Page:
Experimental: Timing Restriction
MS patients receiving monthly natalizumab infusions who are ineligible for the calorie restriction portion of the study (the Frequent Patient Activation and Standard of Care arms) will be offered the option to enroll in the second part of the study, assessing differences in outcomes between daily 16-hour fasting periods and no dietary changes. Patients in the second part of the study randomized to this arm will consume their normal daily food intake, but restrict eating to an 8-hour period during the day. Results will be compared to patients who do not make any changes to their diet, the No Change arm.
Behavioral: Timing Restriction
Patients continue to follow their normal diet, but limit food intake to an 8-hour period during the day.

Placebo Comparator: Calorie Restriction - Communication Standard of Care
MS patients receiving monthly natalizumab infusions will use the LoseIt! smartphone application to log daily food consumption. Data from the app will be collected at follow-up visits. Besides initial training with the application and 3- and 6-month follow up exams, participants will not receive additional support or interaction from the study team.Results will be compared with those collected from the Frequent Patient Interaction arm.
Device: LoseIt! Smartphone Application
Patients will be trained by study staff to download the LoseIt! application, and use it to log all food intake throughout the study duration. Data collected from the application will be the primary measure of adherence to dietary changes.

No Intervention: No Diet Change
MS patients receiving natalizumab infusions who were ineligible for the calorie restriction portion of the study (e.g. body mass index < 25 kg/m^2) or did not wish to participate in calorie restriction, may elect to be part of the second portion of the study. If so, they may be randomized to this arm, in which no changes are made to amount or timing of daily food intake. Results will be compared with the experimental Timing arm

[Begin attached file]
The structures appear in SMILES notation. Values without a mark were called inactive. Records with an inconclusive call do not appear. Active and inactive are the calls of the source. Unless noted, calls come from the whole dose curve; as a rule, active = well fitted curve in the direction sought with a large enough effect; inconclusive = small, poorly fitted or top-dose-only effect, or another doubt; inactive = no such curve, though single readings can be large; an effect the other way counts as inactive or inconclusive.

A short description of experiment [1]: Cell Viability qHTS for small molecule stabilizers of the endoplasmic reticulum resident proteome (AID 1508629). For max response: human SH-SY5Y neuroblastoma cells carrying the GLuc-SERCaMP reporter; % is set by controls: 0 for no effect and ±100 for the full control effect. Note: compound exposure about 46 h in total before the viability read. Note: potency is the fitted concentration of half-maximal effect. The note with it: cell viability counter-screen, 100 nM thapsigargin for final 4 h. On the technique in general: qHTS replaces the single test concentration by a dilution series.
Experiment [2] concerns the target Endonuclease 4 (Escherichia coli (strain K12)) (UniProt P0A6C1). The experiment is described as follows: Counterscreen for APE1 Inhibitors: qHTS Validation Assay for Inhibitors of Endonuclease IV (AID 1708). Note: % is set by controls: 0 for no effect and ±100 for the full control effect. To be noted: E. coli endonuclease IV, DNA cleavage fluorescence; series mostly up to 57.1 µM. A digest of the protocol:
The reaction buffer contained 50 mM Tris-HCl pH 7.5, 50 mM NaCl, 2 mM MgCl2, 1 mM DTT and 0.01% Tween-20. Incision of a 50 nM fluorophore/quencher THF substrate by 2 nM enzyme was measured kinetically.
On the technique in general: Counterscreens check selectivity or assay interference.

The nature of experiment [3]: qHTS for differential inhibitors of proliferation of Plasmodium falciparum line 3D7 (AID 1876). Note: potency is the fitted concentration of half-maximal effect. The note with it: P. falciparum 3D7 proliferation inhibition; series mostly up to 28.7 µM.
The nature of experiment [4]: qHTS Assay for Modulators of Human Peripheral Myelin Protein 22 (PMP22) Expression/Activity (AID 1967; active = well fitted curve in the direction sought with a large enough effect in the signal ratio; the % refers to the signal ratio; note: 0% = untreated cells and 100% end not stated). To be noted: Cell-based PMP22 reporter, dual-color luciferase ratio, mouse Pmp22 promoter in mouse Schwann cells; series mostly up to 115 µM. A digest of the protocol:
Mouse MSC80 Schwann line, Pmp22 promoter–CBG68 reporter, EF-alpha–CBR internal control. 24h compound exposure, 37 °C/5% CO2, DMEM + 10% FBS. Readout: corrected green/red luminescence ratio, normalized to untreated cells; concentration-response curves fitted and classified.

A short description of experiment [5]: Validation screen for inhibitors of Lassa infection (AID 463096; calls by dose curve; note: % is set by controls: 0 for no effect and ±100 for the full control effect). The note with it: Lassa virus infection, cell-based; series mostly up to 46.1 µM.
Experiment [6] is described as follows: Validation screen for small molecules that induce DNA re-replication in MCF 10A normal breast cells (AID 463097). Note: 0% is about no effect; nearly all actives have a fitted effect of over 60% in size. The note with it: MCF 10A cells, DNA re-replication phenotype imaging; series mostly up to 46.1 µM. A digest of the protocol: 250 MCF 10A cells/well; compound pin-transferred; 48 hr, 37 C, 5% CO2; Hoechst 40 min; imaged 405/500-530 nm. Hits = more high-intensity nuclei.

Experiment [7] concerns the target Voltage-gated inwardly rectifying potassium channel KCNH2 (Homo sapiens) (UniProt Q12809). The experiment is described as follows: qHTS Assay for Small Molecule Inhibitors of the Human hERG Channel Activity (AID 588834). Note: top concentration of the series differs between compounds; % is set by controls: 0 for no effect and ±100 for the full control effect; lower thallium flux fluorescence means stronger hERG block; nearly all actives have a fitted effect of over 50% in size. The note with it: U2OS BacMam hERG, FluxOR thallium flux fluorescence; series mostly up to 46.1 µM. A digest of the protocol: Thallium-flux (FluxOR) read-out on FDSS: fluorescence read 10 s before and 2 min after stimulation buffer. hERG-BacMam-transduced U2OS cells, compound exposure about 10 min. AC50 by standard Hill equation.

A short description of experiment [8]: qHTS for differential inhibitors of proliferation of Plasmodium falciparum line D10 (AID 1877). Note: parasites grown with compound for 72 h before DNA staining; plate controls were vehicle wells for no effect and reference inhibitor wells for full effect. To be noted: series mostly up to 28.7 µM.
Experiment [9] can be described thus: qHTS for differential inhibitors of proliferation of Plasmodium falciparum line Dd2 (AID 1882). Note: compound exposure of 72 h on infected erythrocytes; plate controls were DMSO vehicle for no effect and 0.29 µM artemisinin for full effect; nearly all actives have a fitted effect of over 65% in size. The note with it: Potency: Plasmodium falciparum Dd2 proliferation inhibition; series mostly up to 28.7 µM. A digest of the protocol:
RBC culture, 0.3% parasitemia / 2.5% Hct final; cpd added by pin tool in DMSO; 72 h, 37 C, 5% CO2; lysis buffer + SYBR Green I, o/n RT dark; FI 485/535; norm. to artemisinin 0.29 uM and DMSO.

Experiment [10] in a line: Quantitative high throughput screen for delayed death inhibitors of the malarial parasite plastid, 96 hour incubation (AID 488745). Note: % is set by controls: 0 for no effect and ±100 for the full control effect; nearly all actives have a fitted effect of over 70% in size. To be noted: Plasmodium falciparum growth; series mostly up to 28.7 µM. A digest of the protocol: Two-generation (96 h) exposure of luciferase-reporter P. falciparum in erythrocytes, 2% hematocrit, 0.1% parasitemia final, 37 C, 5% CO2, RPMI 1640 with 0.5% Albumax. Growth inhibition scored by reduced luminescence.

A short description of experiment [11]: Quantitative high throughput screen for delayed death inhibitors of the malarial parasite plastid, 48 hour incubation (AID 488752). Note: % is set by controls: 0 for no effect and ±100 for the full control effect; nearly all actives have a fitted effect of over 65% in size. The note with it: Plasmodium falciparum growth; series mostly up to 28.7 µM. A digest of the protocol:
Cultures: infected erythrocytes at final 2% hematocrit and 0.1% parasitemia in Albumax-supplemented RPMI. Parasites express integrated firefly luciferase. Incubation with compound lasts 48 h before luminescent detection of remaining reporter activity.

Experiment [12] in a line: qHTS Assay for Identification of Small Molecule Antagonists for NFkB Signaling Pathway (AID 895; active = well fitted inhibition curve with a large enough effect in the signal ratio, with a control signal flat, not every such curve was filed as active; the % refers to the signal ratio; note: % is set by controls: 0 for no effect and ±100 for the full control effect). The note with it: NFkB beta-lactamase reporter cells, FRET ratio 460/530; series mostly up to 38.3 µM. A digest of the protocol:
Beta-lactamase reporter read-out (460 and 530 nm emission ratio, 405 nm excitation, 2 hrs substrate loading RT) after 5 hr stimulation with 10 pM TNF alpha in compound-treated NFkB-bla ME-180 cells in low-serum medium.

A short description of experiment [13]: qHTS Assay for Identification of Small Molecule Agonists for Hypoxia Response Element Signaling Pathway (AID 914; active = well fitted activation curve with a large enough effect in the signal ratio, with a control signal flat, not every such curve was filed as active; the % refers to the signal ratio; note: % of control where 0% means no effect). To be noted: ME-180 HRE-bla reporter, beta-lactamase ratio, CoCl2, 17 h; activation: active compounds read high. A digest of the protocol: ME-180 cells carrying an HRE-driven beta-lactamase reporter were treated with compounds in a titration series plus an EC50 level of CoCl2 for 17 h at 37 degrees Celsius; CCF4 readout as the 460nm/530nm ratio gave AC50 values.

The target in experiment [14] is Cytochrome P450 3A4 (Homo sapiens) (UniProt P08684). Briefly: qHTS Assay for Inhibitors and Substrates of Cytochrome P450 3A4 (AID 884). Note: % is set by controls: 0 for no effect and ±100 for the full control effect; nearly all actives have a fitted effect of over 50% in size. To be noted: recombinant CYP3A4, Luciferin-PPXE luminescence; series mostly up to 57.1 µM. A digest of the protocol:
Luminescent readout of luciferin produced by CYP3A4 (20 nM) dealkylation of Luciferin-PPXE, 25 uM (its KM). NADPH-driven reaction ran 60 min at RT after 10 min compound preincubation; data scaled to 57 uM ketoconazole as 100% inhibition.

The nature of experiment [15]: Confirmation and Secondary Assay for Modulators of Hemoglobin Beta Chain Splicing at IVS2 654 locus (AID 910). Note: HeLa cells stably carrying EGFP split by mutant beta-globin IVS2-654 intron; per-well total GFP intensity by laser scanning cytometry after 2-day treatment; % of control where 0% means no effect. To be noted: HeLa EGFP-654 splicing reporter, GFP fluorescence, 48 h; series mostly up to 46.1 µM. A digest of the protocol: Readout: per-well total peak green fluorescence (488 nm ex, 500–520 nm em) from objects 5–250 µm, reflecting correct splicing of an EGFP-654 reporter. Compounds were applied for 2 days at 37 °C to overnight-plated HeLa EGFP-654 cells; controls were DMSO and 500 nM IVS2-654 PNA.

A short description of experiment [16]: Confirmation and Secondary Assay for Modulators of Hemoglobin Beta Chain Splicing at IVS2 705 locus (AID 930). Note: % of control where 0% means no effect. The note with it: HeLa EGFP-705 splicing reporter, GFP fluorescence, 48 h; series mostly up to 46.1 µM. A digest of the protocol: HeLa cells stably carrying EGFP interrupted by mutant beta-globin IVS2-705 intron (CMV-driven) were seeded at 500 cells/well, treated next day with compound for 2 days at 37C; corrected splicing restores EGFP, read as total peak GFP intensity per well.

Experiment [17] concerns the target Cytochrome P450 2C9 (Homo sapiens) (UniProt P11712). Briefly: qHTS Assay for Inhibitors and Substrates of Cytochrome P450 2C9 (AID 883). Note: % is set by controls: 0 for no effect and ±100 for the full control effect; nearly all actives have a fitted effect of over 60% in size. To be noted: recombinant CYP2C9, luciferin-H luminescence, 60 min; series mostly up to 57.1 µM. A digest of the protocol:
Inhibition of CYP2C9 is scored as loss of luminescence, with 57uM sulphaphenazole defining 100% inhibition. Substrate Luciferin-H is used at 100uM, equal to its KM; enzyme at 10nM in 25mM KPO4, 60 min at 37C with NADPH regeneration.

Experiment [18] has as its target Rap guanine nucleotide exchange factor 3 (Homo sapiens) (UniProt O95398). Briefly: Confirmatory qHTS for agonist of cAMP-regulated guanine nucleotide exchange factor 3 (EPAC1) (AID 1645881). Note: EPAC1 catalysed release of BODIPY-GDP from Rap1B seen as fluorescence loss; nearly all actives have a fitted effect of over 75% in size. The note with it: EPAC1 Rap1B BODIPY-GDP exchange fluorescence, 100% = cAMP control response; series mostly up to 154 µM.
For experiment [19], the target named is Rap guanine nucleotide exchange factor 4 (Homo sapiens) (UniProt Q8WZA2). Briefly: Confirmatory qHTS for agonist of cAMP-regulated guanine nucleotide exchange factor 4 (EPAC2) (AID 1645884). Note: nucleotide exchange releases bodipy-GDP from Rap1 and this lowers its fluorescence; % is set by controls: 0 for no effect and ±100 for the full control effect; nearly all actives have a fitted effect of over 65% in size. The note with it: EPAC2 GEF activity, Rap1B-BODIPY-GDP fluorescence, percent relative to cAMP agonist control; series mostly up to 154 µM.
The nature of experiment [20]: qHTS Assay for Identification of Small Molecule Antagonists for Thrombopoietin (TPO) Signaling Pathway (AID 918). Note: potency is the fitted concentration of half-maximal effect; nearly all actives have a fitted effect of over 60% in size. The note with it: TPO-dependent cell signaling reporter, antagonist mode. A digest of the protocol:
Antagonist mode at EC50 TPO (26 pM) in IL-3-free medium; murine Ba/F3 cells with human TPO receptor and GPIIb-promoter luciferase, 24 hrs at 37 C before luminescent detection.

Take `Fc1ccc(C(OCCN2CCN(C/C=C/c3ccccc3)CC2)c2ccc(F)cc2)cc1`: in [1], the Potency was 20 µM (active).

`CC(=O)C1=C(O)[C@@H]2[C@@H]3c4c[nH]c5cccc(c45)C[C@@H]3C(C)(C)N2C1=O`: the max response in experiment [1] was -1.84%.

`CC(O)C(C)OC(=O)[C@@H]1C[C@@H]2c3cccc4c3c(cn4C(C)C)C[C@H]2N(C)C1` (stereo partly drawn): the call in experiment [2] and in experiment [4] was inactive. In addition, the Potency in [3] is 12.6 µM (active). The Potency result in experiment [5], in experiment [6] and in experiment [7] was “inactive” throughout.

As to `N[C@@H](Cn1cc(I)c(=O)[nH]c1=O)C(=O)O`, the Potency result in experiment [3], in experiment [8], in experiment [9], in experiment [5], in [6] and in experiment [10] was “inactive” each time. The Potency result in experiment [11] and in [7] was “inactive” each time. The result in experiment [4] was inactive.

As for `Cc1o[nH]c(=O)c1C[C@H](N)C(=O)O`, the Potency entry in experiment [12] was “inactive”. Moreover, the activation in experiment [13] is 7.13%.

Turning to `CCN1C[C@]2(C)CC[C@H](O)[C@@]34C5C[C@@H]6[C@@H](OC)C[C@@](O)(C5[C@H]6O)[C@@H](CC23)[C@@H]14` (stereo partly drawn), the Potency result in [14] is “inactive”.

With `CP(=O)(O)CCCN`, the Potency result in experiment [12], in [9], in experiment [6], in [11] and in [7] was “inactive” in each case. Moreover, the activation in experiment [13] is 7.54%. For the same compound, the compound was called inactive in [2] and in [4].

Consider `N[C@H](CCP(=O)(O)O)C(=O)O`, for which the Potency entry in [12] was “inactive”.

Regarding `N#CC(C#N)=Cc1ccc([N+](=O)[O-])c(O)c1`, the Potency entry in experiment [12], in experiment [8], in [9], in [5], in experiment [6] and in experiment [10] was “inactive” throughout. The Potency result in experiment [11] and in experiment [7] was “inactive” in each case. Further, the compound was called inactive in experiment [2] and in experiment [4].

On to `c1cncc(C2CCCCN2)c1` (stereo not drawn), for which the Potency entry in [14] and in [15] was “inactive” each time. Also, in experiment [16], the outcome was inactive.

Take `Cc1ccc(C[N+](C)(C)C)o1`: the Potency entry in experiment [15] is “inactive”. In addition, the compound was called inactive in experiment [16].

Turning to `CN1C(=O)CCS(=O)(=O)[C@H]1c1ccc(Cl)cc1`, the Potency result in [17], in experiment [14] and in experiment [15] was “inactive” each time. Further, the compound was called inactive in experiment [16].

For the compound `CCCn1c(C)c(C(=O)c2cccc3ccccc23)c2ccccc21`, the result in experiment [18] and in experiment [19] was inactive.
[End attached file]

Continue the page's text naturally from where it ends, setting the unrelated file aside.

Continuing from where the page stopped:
Primary Outcome Measures :
  1. Adherence [ Time Frame: Baseline and 6 months ]
    Number of participants adhering to the prescribed dietary intervention at the end of the 6-month study period.


Secondary Outcome Measures :
  1. Body Mass Index (BMI) [ Time Frame: Baseline and 6 months ]
    Change in body mass index from baseline to 6 months.

  2. Weight Change [ Time Frame: Baseline and 6 months ]
    Change in participant weight over the 6-month study period

  3. Weight Change Among Adherent Participants [ Time Frame: Baseline and 6 months ]
    The change in weight over 6 months among participants were remained adherence to the calorie restriction diet versus those who admitted to non-compliance by the end of the study period.

  4. Functional Assessment in MS Score [ Time Frame: Baseline and 6 months ]
    The Functional Assessment in Multiple Sclerosis (FAMS) is an instrument that measures quality of life among people with MS. The instrument contains 44 questions scored on a 5-point Likert scale in 6 areas: mobility, symptoms, emotional wellbeing, general contentment, thanking/fatigue, and family/social wellbeing. Subscores for each area is calculated as the sum of responses in that section, and the total FAMS score is the sum of all subscores. Minimum total score is 0 and maximum total score is 176, where a higher score indicates better quality of life. Increase in the FAMS score over the study period indicates a better outcome, or improved quality of life, among participants.

  5. Fatigue [ Time Frame: Baseline and 6 months ]
    The Patient-Reported Outcomes Measurement Information System (PROMIS) - Fatigue is a question bank of 95 items validated to evaluated fatigue in a variety of chronic conditions. The PROMIS-FatigueMS is a subset of 8 questions from the question bank, which have been validated to measure fatigue in people with multiple sclerosis. Individual items are scored on a 5-point Likert scale, and the total score is the sum of individual items, with a minimum score of 8 and maximum score of 40. Lower scores indicate less fatigue, while higher scores indicate more fatigue. Reduction in score over 6 months indicates a better outcome, or improved fatigue among participants.